This, the passage in which Holden reveals the source of the book’s title, is perhaps the most famous in the book. It occurs in Chapter 22, after Holden has slipped quietly back into his apartment and is speaking with Phoebe. They talk, argue, and then reconcile, and Phoebe asks Holden what he wants to do with his life. Holden responds with this image, which reveals his fantasy of idealistic childhood and of his role as the protector of innocence. His response makes sense, given what we already know about Holden: he prefers to retreat into his own imaginary view of the world rather than deal with the complexities of the world around him. He has a cynical, oversimplified view of other people, and a large part of his fantasy world is based on the idea that children are simple and innocent while adults are superficial and hypocritical. The fact that he is having this conversation with Phoebe, a child who is anything but simple and innocent, reveals the oversimplification of his worldview. Holden himself realizes this to a degree when he acknowledges that his idea is “crazy,” yet he cannot come up with anything more pragmatic; he has trouble seeing the world in any other way. His catcher in the rye fantasy reflects his innocence, his belief in pure, uncorrupted youth, and his desire to protect that spirit; on the other hand, it represents his extreme disconnection from reality and his naïve view of the world.
“I have a feeling that you’re riding for some kind of terrible, terrible fall. . . . The whole arrangement’s designed for men who, at some time or other in their lives, were looking for something their own environment couldn’t supply them with. . . . So they gave up looking.”
The conversation in which Mr. Antolini speaks these words takes place in Chapter 24. Holden has just left his parents’ apartment, following his conversation with Phoebe, and he is reaching a point of critical instability, having just burst into tears when Phoebe lent him her Christmas money. He goes to Mr. Antolini’s because he feels he can trust and confide in him—it seems to be his final chance to save himself. But Holden’s interaction with Mr. Antolini is the event that precipitates his full-blown breakdown. It completely unsettles him, and leaves him feeling confused and unsure. While most of Holden’s confusion stems from what he interprets as a homosexual come-on from Mr. Antolini, some of it stems from the conversation they have. Both the conversation and Mr. Antolini’s head-rubbing serve a similar purpose: they upset Holden’s view of the way things are or the way he believes they ought to be.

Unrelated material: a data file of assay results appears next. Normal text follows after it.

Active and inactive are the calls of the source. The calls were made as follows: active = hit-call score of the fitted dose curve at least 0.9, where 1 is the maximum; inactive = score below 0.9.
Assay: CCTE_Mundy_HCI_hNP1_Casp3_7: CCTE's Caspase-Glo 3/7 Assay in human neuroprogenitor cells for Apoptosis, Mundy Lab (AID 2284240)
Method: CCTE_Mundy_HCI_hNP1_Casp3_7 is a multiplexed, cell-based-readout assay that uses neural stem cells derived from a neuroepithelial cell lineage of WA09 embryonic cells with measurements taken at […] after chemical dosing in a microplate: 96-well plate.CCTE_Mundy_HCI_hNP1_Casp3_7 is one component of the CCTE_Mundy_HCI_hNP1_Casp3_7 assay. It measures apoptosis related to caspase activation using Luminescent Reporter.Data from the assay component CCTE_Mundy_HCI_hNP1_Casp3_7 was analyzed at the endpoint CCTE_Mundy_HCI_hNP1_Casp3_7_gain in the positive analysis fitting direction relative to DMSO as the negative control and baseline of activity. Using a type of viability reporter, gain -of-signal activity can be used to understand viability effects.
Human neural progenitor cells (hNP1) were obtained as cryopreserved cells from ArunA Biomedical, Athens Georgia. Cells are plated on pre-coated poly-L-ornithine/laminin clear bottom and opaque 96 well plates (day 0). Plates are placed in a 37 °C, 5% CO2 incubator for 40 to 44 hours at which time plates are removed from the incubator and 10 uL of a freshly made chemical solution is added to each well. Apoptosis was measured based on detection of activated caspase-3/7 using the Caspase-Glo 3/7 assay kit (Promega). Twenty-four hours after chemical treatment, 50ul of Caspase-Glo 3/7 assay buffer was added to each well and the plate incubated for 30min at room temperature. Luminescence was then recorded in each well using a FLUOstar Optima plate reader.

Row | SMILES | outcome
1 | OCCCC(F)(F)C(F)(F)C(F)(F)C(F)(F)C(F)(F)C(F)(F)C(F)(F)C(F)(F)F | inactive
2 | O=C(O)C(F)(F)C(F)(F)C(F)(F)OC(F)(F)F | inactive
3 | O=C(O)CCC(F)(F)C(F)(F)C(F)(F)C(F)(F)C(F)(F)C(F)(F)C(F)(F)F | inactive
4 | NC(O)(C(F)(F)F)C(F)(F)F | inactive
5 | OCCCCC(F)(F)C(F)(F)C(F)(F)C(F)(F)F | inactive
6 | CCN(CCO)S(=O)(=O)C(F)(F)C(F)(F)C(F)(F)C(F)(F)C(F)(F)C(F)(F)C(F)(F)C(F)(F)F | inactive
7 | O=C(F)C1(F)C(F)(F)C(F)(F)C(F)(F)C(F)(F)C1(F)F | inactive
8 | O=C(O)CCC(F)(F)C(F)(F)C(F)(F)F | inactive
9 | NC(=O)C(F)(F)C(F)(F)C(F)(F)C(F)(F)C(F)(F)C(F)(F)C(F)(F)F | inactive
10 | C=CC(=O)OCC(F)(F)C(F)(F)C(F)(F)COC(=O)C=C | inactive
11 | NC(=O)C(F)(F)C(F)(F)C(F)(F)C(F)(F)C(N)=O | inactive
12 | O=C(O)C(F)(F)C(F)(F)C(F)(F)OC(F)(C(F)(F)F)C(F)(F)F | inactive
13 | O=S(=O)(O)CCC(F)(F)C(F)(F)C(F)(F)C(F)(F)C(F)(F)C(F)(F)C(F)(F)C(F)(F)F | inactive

Mr. Antolini’s words here resonate with the desires Holden has just expressed to Phoebe: like the catcher in the rye that Holden envisions, Mr. Antolini is trying to catch Holden in the midst of a “fall.” But the fall Mr. Antolini describes is very different from the one Holden had imagined. Holden pictured an idyllic world of childhood innocence from which children would fall into a dangerous world; Mr. Antolini describes Holden in an apathetic free fall—giving up, disengaging himself from the world, falling in a void removed from life around him. In both cases, we sense that although Holden envisions himself as the protector rather than the one to be protected, he is the one who really needs to be caught. Mr. Antolini guesses that Holden feels disconnected from his environment, and, as we have already seen, his assessment is accurate. Holden has isolated himself in an attempt to be his own savior, but Mr. Antolini’s image of falling presents a more accurate image of what awaits Holden on the other side of the “cliff.” It thus reveals the weaknesses of Holden’s romantic outlook.
'The song “Comin’ Thro’ the Rye” asks if it is wrong for two people to have a romantic encounter out in the fields, away from the public eye, even if they don’t plan to have a commitment to one another.'
I thought the 'Rye' referred to in Robert Burns' poem was the river Rye, hence the lines: 'Jenny's a wet poor body, Jenny's seldom dry'. In this regard it is about two people who meet at a river with no crossing, which will cause people to question why one of them is wet and what they have been doing.
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I have found one very important quotation from this novel to have been left out on this page. It is very useful for many papers and is a VERY important quotation!
Chapter 25 (towards the end)
"The thing with kids is, if they want to grab for the gold ring, you have to let them do it, and not say anything. If they fall off, they fall off, but it's bad if you say anything to them."
This occurs while Holden is watching Phoebe ride the carousel in Central Park and fears Phoebe will fall off her house while reaching for a gold... Read more→
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"I thought the 'Rye' referred to in Robert Burns' poem was the river Rye, hence the lines: 'Jenny's a wet poor body, Jenny's seldom dry'. In this regard it is about two people who meet at a river with no crossing, which will cause people to question why one of them is wet and what they have been doing."
No. Rye means a field of rye. Remember that this is a sexually-themed poem. When Burns says that "Jenny is rarely dry," he is referring to her vaginal lubrication. Jenny is sexually active, so her genitals are seldom dry.